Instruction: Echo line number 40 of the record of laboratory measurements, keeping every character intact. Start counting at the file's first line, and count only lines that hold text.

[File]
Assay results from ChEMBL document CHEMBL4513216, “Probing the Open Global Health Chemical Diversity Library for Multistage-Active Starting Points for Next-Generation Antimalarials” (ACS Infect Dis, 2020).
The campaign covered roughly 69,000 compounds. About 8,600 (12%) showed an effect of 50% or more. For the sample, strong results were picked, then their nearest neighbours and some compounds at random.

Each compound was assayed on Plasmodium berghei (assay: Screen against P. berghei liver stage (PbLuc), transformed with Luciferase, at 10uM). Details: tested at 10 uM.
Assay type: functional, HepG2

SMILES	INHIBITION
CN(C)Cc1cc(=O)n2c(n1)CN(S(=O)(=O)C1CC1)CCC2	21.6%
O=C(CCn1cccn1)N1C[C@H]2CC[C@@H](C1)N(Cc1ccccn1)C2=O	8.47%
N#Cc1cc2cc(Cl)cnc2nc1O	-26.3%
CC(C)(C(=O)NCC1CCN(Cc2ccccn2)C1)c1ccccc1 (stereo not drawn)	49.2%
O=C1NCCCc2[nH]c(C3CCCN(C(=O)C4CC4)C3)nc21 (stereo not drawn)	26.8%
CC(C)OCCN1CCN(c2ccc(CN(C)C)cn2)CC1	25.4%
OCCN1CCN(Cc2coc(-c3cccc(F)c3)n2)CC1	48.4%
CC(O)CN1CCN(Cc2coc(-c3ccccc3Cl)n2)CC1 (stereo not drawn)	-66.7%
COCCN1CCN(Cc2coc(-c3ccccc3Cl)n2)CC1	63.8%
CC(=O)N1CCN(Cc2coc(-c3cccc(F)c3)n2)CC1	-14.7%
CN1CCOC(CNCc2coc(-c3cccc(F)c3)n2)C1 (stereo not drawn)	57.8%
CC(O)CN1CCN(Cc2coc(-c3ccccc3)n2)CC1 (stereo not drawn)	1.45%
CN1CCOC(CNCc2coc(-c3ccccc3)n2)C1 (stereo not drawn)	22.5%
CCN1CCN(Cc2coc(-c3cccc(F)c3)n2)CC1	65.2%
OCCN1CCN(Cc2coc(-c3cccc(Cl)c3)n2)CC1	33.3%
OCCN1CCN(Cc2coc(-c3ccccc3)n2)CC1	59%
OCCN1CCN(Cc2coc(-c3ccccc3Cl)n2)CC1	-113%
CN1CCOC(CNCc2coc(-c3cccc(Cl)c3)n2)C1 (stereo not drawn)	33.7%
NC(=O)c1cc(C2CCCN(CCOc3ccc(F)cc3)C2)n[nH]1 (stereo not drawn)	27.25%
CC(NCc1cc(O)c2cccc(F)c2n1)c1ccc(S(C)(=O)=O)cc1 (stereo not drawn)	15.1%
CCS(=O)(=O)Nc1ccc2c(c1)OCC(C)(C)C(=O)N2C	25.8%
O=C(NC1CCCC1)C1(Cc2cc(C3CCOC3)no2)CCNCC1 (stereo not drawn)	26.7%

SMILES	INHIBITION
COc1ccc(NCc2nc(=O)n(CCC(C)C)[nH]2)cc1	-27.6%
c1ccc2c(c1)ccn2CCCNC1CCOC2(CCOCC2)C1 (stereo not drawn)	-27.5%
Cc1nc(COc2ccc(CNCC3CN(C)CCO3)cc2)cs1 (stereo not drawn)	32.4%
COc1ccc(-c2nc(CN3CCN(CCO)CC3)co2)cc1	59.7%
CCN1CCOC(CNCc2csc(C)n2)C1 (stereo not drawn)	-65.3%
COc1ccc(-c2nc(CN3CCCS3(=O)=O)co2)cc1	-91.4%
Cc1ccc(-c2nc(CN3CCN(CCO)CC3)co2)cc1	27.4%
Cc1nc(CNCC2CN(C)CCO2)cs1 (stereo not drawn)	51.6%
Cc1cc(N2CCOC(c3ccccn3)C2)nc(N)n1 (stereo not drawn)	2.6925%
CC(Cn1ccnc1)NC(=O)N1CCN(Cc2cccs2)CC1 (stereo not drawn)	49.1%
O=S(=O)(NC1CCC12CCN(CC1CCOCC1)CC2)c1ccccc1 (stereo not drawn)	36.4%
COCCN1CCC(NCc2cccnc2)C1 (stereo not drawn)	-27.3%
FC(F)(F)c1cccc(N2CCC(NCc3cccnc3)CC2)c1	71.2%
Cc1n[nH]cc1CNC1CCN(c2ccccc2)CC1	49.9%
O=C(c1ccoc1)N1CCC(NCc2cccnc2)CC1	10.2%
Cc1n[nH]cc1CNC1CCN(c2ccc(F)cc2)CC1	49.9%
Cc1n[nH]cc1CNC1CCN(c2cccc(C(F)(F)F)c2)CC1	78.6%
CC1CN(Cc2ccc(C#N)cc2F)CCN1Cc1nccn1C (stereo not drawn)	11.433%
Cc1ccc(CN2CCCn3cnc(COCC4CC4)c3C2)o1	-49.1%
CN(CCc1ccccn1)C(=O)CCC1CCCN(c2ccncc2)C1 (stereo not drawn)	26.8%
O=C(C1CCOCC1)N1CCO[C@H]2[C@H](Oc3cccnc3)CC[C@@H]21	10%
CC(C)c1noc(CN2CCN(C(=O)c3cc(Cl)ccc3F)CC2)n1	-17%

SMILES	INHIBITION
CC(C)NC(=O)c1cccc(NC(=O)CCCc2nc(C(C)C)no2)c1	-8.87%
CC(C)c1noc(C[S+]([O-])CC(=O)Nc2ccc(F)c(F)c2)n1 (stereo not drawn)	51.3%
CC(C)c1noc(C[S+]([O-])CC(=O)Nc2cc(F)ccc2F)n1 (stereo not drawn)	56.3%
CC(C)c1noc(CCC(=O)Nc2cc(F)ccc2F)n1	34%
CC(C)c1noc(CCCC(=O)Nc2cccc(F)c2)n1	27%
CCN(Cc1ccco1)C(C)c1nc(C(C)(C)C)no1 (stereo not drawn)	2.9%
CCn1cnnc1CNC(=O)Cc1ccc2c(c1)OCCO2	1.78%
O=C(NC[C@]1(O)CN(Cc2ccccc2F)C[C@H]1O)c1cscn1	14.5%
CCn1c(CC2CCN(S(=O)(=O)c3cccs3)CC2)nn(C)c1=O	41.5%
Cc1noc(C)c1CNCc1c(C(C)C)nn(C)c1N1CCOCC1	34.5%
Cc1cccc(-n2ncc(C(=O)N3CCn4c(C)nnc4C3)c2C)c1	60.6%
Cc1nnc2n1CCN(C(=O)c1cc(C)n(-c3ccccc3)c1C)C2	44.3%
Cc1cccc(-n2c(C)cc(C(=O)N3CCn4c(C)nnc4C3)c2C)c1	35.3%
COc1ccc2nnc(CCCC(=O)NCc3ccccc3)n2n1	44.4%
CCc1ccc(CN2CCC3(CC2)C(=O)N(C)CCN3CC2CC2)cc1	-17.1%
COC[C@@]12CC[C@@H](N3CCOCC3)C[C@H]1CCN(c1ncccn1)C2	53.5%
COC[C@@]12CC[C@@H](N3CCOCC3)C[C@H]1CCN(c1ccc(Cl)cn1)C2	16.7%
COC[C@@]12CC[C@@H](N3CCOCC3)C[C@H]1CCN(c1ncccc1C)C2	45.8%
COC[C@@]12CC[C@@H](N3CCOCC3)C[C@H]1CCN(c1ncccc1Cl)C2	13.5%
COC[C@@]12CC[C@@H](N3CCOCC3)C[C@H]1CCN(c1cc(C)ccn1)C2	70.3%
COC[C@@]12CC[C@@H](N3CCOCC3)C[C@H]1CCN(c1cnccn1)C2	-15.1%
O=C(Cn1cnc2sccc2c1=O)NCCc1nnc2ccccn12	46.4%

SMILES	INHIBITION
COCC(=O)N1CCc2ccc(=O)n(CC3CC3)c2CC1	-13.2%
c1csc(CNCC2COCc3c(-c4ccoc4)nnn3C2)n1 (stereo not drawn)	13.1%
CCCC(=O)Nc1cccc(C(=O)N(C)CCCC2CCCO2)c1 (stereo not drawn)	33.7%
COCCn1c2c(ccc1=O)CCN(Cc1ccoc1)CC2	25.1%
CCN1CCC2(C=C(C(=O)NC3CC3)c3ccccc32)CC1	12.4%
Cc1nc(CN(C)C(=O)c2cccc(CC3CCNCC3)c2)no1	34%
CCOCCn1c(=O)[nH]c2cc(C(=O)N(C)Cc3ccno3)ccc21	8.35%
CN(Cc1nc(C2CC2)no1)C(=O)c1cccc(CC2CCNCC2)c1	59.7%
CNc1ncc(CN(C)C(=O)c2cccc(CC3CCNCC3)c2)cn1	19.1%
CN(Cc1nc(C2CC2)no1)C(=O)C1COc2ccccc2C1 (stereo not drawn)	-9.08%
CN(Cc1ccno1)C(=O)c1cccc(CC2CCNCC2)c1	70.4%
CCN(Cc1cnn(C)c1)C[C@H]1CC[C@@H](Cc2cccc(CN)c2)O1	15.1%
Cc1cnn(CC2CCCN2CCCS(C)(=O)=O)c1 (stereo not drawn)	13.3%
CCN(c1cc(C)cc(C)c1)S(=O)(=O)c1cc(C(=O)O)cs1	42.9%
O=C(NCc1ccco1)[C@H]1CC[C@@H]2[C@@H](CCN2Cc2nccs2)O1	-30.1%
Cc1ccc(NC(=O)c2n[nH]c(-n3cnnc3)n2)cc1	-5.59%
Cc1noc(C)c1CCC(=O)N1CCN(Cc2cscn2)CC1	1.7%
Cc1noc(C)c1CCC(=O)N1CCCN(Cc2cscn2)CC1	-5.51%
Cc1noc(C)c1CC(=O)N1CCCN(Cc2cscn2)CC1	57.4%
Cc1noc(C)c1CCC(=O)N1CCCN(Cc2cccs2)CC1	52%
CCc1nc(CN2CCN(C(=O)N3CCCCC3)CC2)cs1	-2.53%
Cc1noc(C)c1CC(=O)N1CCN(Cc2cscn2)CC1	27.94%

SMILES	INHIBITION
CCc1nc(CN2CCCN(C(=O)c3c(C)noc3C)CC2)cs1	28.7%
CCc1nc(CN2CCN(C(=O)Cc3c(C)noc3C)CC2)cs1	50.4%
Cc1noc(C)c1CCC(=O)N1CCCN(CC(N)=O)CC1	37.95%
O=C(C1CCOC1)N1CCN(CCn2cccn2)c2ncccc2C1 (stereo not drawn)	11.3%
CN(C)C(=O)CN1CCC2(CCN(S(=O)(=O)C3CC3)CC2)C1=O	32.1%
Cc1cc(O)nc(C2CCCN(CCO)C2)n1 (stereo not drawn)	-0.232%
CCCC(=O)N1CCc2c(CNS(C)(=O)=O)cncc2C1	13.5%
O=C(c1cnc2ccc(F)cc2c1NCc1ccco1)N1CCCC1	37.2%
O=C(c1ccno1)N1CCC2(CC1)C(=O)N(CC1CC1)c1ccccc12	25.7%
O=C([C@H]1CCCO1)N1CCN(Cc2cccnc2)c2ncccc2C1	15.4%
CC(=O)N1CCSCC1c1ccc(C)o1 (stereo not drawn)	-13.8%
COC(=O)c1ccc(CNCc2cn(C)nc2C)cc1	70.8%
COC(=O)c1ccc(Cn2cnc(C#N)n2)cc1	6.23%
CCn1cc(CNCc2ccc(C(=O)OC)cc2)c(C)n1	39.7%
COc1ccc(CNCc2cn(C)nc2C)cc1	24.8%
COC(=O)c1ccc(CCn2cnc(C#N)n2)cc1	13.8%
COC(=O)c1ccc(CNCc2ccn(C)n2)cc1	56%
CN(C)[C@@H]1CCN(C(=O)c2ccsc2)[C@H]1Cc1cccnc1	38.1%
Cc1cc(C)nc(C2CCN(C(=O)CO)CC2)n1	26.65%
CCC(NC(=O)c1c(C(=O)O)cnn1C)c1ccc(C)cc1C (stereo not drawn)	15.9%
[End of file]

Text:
COCCN1CCC(NCc2cccnc2)C1 (stereo not drawn)	-27.3%